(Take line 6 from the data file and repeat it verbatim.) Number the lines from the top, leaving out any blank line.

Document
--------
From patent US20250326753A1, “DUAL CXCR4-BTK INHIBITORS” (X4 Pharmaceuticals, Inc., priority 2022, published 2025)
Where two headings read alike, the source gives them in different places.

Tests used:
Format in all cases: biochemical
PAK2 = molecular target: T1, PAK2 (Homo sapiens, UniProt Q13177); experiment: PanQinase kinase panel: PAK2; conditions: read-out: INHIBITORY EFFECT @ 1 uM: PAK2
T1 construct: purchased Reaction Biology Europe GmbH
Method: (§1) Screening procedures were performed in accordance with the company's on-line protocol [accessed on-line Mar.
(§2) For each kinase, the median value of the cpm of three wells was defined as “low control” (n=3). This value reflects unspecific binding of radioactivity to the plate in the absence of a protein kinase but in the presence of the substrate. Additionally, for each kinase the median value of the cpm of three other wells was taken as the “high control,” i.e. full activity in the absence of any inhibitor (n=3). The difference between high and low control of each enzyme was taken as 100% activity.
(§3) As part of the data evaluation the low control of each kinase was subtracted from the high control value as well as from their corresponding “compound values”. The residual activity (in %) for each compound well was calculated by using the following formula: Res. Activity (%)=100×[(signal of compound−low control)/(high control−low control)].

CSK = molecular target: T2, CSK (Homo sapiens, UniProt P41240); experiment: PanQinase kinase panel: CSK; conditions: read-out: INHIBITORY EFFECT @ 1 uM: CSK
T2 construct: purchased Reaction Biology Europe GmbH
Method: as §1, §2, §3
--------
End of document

T1 construct: purchased Reaction Biology Europe GmbH